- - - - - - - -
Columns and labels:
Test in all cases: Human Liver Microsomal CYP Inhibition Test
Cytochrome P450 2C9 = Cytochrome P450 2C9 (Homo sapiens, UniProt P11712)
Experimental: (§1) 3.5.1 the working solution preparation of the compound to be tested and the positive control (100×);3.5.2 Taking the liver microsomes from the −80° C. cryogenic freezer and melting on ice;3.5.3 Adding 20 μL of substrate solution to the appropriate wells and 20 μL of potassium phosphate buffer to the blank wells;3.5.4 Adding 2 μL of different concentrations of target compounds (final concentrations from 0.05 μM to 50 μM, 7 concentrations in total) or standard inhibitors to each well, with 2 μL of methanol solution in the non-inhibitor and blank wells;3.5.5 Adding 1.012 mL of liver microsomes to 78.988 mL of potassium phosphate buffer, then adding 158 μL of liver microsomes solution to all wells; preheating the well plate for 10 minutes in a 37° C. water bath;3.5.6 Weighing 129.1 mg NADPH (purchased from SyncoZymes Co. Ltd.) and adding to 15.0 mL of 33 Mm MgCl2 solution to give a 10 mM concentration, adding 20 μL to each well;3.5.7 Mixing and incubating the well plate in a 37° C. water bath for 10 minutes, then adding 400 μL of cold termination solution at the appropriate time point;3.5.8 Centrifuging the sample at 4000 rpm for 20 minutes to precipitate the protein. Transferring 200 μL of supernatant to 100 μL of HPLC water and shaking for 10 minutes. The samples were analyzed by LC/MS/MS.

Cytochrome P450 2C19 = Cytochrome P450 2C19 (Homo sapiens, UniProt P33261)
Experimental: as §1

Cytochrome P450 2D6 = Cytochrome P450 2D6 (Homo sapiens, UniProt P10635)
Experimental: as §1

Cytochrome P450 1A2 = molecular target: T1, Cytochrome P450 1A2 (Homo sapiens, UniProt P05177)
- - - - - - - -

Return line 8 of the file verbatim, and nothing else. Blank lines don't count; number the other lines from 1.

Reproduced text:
Experimental: as §1